Government Lies, Corruption and Mismanagement
Mayor Rahm Emanuel and Chicago Teachers Union Reach A Tentative Contract Settlement That Averts a Strike
Emanuel said the tentative agreement "invested in strengthening the classroom and helped our teachers financially, but actually did it in a way that CPS is on a better sustainable path than every contract preceding." The union got many of the things it wanted, including the continuation of the district paying the bulk of pension contributions for current teachers. CTU Vice President Jesse Sharkey praised the pay raises and job guarantees teachers would see under the tentative agreement.
Summary and Complete Tentative Agreement
Costs of deal with Chicago Teachers Union not yet clear
Mayor Rahm Emanuel and the Chicago Teachers Union both declared victory after reaching a tentative contract settlement that averted a strike.
What wasn't immediately clear, however, was the financial cost of the deal that was reached Monday moments before a midnight strike deadline.
To finance the deal for this year alone, Emanuel tapped nearly $90 million in tax increment financing district surplus, even though he had for months dismissed the idea of using TIF money to shore up the school district's shaky finances.
On Tuesday, though, he called using those funds "the right thing to do."
Emanuel said the tentative agreement "invested in strengthening the classroom and helped our teachers financially, but actually did it in a way that CPS is on a better sustainable path than every contract preceding."
The union got many of the things it wanted, including the continuation of the district paying the bulk of pension contributions for current teachers. CTU Vice President Jesse Sharkey praised the pay raises and job guarantees teachers would see under the tentative agreement.
"I think that we achieved really most of our bargaining objectives," Sharkey said Tuesday. "And the things which we didn't achieve largely have to do with not getting some of the things that we aspired to."
Chicago Public Schools officials say the district would save $300 million over the life of the four-year contract. But a spokeswoman could not provide an accounting for that figure.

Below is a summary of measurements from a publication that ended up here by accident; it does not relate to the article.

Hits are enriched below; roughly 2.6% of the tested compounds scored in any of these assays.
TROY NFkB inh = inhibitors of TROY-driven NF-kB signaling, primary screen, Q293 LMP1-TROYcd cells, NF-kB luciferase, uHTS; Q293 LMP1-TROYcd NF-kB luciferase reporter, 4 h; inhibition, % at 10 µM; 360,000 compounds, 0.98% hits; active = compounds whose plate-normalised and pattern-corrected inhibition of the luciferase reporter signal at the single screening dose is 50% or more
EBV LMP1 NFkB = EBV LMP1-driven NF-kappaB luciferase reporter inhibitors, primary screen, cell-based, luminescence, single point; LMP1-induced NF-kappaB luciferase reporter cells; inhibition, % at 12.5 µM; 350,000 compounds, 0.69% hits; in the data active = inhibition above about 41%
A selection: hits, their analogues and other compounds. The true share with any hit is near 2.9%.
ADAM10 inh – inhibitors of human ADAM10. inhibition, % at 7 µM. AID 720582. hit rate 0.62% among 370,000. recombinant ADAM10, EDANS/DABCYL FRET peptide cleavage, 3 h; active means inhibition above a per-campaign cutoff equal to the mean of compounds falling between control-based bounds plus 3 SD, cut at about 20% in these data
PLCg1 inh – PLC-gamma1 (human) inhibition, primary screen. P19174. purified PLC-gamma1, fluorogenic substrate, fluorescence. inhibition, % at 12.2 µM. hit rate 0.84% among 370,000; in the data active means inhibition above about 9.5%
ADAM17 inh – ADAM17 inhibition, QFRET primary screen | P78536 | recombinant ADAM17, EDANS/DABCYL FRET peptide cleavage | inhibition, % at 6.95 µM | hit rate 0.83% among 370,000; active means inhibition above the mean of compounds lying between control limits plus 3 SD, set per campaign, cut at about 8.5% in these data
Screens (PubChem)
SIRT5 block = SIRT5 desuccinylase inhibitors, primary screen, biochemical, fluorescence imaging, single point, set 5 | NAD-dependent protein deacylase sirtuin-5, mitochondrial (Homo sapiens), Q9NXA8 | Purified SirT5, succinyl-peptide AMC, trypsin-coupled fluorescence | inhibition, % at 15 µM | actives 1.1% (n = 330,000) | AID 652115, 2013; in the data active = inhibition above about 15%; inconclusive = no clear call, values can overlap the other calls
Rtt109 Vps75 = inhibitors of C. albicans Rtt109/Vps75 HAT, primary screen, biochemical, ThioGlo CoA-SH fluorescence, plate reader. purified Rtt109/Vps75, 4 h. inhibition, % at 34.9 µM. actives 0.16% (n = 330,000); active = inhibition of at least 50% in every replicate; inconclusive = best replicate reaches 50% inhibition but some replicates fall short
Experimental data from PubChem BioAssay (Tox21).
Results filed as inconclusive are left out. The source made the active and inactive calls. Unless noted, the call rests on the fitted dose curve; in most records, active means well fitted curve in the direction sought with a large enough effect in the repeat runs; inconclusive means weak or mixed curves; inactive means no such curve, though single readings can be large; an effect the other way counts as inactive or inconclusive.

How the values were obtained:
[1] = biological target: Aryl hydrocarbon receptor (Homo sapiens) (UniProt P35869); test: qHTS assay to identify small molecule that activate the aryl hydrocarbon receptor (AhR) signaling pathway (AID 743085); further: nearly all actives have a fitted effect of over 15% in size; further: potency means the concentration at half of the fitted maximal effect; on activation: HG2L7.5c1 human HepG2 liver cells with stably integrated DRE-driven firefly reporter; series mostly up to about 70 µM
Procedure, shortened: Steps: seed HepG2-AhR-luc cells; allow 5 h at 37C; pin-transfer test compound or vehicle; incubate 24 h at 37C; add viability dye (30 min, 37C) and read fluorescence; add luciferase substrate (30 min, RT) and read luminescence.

An eight-page summary of the tentative agreement, which covers July 1, 2015, to June 30, 2019, indicates some uncertain financial consequences of the pending contract.
Veteran union members can qualify for a hefty cash bonus if they resign or retire by next summer. That would allow the district to replace higher-salary employees with younger and less expensive workers. But that provision won't kick in for teachers unless at least 1,500 of them retire.
The retirement bonus option could raise some immediate expenses for the district. Teachers would receive a one-time bonus that pays $1,500 for each year of service. That means a teacher with 25 years experience would see a $37,500 payout that wouldn't affect their pension earnings.
Paraprofessionals with at least a decade of service would be eligible for a similar deal, if at least 600 of them resign by June.
CTU represents nearly 30,000 teachers and educational support personnel.
CTU's current membership will continue to have 7 percentage points of their required pension contributions paid for by the district, but a future generation of teachers — those hired Jan. 1 and after — won't receive the lucrative perk. In return, those new hires will get pay boosts that even out the loss of the pension pickup.
Teachers won't get cost of living raises for the first two years of the contract, with pay hikes of 2 percent and 2.5 percent in the final two years. Raises based on experience and education would be part of the contract's final three years. Members will start paying higher health insurance costs in 2019.